There are those, however, who don't seem to see it this way. Those for whom an accusation is as good as a conviction. And while they are a relative few, they drive a large portion of the conversation and have an outsized cultural influence, largely because anyone with a soul wants to take whatever steps are necessary to tear down the wall rape victims have invariably run up against for decades. Flavorwire's Sarah Seltzer is proclaiming, in the wake of an article that dares to simply ask questions about the Sulkowicz/Nungesser case, that "The Smearing of ‘Carry That Weight’ Activist Emma Sulkowicz" has begun. At Salon, Katie McDonough responded to the Beast piece with one of her own titled "The 'Perfect Victim' Myth: How Attempts To Discredit Rape Survivors Stand in the Way of Real Change," and subtitled, snidely, "A profile of the man accused of raping Emma Sulkowicz discredits the alleged victim's story. Sound familiar?" The "perfect victim" dodge is repeated by Julie Zeilinger over at Mic, in a piece that proclaims, "There are no perfect victims." Now to be clear: I call this a dodge only because the point of these two pieces, and those like them, seems to be that because we can never know how sexual assault is going to affect each individual victim -- no victim is "perfect" -- however she behaves might reasonably be chalked up to trauma and that person's own coping mechanisms. In other words, Paul Nungesser's Facebook and text messages, which he maintains are evidence of his innocence or at the very least ignorance, not only don't qualify as absolute proof, they can and should be dismissed completely out of hand.

As one astute commenter to the Salon piece explained, there are facts about this case that would, if we were talking about any crime other than sexual assault, likely leave Nungesser appearing very much wrongly accused, whether out of malice or a truly unfortunate case of miscommunication. Emma Sulkowicz didn't file a complaint with the police or the university until months after she claims she was attacked. Nungesser has produced documents which show an ongoing friendly relationship between him and Sulkowicz for some time (which she doesn't dispute). Nungesser submitted to an extensive and at times humiliating review by Columbia University and was ultimately cleared. In the wake of that decision, Sulkowicz refused to seek redress through the justice system, saying that it would be "too draining." What she did choose to do, however, is carry a mattress around campus as a supposed show of defiance and in solidarity with college rape victims. I realize that this is a controversial position to take, but when someone at least attempts to present something akin to evidence it should hold more figurative weight than a mattress. A mattress is a powerful symbol, to be sure, but it doesn't hold up in court and it shouldn't hold up in the court of public opinion. When you couple this with the knowledge that die-hard supporters of Sulkowicz seem likely to always dismiss any exculpatory evidence or claims as meaningless -- since there are no "perfect victims" -- what you get is the potential for, yes, injustice. And that should be a problem regardless of who the victim of it is.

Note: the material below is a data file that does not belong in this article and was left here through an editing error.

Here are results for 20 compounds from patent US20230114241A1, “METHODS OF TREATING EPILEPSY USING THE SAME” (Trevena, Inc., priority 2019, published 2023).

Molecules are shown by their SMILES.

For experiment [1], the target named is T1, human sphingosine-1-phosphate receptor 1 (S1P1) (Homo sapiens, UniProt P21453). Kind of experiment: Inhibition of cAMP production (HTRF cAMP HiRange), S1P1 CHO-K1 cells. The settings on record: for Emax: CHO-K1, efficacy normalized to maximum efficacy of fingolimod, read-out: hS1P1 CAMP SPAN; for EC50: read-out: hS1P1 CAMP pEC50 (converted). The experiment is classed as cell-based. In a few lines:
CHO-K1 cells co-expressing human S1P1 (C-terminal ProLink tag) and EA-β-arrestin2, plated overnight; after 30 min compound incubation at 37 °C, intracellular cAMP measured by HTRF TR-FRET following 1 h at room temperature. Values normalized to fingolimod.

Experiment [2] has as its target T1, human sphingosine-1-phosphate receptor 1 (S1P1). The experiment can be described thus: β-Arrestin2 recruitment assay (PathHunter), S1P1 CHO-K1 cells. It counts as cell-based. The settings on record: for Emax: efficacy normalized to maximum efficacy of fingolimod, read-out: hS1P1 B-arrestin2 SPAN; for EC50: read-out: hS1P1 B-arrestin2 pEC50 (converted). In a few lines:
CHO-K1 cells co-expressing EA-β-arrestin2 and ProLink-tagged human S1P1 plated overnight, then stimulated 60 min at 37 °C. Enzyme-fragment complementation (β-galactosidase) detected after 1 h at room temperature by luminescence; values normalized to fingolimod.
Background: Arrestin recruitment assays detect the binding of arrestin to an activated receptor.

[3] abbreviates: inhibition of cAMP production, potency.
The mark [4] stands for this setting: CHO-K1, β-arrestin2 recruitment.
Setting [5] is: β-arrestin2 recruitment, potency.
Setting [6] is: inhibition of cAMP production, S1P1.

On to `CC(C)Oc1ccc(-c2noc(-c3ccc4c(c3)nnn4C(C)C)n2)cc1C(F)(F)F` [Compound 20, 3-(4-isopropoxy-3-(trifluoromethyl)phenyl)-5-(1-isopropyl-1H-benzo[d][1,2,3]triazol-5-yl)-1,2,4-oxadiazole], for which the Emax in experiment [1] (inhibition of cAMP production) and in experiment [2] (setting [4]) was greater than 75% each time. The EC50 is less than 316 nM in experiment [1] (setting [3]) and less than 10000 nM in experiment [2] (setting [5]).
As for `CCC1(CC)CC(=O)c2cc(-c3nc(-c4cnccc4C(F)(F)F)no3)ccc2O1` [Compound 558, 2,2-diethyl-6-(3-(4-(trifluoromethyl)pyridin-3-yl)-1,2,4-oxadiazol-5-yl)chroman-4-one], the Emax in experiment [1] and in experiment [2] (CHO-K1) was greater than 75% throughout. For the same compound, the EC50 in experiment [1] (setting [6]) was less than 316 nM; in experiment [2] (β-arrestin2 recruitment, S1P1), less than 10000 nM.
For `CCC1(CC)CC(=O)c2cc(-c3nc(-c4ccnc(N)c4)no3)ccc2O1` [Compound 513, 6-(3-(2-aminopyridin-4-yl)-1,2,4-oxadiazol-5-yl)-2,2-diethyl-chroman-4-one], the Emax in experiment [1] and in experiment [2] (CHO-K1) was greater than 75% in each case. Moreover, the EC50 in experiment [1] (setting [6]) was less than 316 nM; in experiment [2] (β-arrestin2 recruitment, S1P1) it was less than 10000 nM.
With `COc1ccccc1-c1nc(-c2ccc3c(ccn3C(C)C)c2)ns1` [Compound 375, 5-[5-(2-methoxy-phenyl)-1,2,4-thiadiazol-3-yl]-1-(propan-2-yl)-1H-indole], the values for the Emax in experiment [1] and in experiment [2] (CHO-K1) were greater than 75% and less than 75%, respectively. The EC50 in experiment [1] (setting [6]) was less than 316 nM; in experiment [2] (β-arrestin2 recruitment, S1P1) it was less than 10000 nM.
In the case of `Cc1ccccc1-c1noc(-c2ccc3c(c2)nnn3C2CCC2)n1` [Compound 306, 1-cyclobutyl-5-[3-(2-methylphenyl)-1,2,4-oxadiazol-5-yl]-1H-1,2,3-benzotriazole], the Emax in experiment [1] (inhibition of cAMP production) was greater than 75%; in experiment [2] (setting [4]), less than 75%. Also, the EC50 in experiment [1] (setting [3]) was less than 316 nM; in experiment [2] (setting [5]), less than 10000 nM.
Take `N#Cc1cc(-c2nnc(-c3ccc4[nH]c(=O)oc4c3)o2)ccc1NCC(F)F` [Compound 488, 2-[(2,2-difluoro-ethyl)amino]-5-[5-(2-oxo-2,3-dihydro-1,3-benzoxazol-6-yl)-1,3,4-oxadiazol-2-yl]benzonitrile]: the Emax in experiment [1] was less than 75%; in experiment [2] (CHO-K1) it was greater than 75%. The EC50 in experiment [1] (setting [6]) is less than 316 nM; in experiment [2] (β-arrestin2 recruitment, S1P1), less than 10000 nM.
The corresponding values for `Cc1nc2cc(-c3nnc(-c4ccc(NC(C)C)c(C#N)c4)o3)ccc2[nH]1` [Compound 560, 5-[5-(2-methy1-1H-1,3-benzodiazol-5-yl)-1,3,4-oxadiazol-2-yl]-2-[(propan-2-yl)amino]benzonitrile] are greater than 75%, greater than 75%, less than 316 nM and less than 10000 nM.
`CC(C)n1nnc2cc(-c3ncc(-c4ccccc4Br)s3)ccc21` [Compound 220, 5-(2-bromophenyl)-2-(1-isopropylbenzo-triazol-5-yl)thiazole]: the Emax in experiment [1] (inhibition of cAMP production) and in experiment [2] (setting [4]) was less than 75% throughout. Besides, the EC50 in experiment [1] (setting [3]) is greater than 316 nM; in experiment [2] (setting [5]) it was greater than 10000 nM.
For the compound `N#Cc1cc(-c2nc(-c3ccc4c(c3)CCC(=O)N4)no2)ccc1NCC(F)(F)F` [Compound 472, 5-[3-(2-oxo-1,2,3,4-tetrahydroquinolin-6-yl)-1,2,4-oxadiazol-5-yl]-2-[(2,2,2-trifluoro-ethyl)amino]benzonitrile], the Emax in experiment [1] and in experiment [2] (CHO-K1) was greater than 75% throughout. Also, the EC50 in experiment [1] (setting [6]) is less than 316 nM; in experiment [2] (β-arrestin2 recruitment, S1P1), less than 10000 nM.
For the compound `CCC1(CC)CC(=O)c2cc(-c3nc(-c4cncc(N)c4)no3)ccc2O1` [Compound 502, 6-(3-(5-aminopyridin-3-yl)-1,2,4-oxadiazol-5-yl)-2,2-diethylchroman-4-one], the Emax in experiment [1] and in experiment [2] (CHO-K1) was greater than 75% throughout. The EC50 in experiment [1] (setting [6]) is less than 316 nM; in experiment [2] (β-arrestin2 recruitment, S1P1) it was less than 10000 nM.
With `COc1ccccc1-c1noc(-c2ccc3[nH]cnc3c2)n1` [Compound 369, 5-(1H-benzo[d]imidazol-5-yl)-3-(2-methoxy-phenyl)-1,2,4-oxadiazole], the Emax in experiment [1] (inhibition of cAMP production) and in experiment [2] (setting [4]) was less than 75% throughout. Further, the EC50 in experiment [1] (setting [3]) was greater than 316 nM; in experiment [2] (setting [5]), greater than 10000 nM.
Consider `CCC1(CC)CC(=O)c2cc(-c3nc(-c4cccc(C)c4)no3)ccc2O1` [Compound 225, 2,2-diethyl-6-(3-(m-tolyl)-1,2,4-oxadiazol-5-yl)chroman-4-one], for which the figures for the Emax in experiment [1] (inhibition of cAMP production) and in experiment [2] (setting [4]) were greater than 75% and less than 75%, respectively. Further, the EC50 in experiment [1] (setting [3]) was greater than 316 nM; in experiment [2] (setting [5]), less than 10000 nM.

We don't throw someone in prison just because an accusation is made against him or her, no matter that it may serve some greater societal good to believe that particular accusation whenever it's made. We have to abide by the basic tenets of our justice system and can't automatically assume that guilt is assured simply because an accuser is sympathetic. (Just like we shouldn't assume that someone can't possibly be guilty of a crime for the same reason.) When an opportunistic monster like Nancy Grace turns an accusation into a conviction on national television, she's rightly pilloried for possibly engaging in defamation and for subverting justice. She's also, occasionally, wrong. And that's the issue here regarding the response by some to the Beast story: the fact that phony rape accusations are rare doesn't mean they can't happen, which is why a thorough investigation is always required. A sensitive investigation, yes, but still an investigation. To its credit, the Columbia Spectator published a terrific reaction to the Daily Beast story in which the paper's opinion editor admits that "campus media’s goal to promote discussion about sexual assault and to support survivors became conflated with a fear of rigorous reporting." He continues, "Personally, I felt that if I covered the existence of a different perspective—say, that due process should be respected—not only would I have been excoriated, but many would have said that I was harming survivors and the fight against sexual assault." The overall point of his piece is that being willing to consider all possibilities and to report as such benefits victims as much as it does those accused.

For the most part, I don't have a dog in this fight. It's entirely possible Paul Nungesser is innocent of the accusations against him. It's also possible that Emma Sulkowicz is telling the absolute truth and Nungesser is guilty as sin (and that he's now putting one over on Beast writer Cathy Young, who identifies as a mildly libertarian feminist). But it's the third possibility that's perhaps the most daunting: that Nungesser had what he thought was consensual sex with Sulkowicz, went on about his life never being the wiser -- with his apparent Facebook messages telling him nothing was out of the ordinary -- only to find out some time later that in her eyes he had raped her. While affirmative consent may be a gross overreaction and certainly wouldn't work in the real world, outside of college campuses, it's true that sex is an interaction that relies entirely on nuance and the ability to gauge sometimes confused and confusing feelings, responses and desires. It's rarely a cut-and-dried kind of thing. A specific brand of feminism now tells us that alleged victims of sexual assault have an ocean of latitude when it comes to their feelings and ability to come to terms with what they believe happened to them. This is understandable considering the heinous nature of sexual assault. But it can certainly put those potentially accused at a disadvantage. Put it this way: While I believed at one point that I was very good at reading the signs that someone was interested in me and was in tune with my thoughts and feelings, I'm not sure I would be willing to repeat my behavior of 14 years ago if I were in the same position today. It's simply too risky -- and not just for me.

True, there's no such thing as a perfect victim. But as the case of Paul Nungesser and Emma Sulkowicz shows, these days it's all too easy to be the perfect suspect.